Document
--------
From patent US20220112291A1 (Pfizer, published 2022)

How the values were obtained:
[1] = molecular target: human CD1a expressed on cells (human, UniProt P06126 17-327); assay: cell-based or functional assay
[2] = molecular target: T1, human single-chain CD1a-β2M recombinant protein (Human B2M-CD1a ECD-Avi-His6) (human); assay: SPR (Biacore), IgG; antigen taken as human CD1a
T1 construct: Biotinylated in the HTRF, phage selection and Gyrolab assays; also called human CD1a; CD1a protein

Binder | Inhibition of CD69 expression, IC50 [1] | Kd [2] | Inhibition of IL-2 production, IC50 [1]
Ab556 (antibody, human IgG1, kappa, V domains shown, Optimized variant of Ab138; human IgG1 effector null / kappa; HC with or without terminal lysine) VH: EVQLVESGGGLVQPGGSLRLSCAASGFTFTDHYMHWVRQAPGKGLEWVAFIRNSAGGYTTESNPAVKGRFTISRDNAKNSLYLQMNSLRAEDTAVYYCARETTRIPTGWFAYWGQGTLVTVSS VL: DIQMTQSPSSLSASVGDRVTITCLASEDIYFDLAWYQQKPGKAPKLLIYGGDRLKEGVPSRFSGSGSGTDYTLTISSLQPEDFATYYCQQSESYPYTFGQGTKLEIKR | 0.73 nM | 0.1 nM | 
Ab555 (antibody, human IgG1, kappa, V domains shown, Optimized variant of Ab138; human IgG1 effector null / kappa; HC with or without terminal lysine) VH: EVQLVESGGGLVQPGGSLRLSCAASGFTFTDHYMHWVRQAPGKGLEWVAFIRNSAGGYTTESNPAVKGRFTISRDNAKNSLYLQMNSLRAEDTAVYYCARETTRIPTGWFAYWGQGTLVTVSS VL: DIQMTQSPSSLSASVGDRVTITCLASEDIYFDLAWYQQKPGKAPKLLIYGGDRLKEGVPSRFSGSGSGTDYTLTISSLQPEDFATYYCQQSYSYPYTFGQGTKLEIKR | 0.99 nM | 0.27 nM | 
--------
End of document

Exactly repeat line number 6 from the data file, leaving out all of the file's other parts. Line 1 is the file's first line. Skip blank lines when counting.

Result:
Binder | Inhibition of CD69 expression, IC50 [1] | Kd [2] | Inhibition of IL-2 production, IC50 [1]